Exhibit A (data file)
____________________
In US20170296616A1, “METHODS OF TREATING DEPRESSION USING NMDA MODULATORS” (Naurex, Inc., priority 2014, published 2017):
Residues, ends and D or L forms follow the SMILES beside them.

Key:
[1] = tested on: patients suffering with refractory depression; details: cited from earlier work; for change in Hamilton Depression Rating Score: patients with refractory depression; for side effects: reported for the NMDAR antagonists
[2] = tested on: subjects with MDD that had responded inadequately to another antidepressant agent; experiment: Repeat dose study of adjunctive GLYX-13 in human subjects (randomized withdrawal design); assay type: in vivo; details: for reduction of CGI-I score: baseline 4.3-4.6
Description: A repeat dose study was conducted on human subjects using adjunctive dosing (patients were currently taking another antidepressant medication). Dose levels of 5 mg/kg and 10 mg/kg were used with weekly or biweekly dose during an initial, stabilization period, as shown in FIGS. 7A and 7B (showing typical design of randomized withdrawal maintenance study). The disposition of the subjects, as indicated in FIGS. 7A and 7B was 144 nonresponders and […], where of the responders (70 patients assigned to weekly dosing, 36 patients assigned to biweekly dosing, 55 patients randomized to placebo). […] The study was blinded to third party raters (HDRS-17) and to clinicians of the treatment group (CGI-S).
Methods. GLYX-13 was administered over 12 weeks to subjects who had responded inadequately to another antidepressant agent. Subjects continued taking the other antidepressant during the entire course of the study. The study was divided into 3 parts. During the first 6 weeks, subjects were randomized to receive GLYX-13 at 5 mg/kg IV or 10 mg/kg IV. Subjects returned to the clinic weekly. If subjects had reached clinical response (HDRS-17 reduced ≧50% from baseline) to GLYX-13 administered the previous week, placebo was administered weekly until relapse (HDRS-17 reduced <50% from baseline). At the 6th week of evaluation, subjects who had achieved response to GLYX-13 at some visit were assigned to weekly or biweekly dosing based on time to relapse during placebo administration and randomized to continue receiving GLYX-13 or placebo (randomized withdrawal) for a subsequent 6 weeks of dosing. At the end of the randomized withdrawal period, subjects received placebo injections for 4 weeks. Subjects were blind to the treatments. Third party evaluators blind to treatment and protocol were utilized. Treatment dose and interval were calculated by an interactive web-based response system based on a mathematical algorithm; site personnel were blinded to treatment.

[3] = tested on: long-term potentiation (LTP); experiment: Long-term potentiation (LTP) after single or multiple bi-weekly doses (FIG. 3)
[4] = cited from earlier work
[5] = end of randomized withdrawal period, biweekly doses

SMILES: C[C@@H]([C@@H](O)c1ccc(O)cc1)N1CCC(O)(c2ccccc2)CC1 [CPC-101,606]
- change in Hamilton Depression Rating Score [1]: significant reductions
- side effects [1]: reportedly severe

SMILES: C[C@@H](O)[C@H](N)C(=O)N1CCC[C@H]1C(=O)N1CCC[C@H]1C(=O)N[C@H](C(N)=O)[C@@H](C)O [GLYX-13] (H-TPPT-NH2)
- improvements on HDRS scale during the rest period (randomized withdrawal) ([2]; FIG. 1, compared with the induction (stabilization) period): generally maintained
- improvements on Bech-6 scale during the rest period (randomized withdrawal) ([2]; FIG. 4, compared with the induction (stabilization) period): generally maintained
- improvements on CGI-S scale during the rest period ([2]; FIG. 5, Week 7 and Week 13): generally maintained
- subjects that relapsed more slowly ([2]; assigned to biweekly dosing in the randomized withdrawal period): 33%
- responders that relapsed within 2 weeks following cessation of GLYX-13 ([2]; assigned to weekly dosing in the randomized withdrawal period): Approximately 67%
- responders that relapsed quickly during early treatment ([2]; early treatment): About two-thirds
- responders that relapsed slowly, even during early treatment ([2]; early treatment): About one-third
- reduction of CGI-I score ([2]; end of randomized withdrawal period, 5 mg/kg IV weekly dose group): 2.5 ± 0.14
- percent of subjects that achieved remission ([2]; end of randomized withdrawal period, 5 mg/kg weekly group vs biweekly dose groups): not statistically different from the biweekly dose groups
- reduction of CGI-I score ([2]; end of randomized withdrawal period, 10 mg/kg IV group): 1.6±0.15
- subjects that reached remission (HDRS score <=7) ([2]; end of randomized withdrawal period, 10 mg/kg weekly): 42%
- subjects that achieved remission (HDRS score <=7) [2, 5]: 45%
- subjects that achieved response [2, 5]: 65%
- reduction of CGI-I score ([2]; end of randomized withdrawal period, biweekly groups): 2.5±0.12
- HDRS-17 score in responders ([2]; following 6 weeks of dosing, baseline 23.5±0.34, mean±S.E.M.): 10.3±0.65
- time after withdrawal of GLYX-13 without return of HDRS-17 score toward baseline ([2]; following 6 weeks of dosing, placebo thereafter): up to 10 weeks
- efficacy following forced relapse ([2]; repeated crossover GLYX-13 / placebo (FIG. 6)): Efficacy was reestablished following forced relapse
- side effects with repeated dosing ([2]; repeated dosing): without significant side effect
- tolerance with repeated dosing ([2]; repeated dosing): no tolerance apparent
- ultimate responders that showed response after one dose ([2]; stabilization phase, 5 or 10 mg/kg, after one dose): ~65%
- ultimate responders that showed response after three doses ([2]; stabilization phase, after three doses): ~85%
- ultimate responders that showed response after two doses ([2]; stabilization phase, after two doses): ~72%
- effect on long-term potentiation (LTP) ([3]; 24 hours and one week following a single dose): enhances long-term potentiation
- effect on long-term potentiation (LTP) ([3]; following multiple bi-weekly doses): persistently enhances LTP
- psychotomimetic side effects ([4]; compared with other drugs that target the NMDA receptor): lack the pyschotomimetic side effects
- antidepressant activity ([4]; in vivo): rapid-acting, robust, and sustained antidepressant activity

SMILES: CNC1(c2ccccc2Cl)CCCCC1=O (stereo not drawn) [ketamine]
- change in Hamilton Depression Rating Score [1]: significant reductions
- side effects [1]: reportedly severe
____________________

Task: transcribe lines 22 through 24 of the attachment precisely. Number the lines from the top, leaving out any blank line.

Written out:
- reduction of CGI-I score ([2]; end of randomized withdrawal period, 5 mg/kg IV weekly dose group): 2.5 ± 0.14
- percent of subjects that achieved remission ([2]; end of randomized withdrawal period, 5 mg/kg weekly group vs biweekly dose groups): not statistically different from the biweekly dose groups
- reduction of CGI-I score ([2]; end of randomized withdrawal period, 10 mg/kg IV group): 1.6±0.15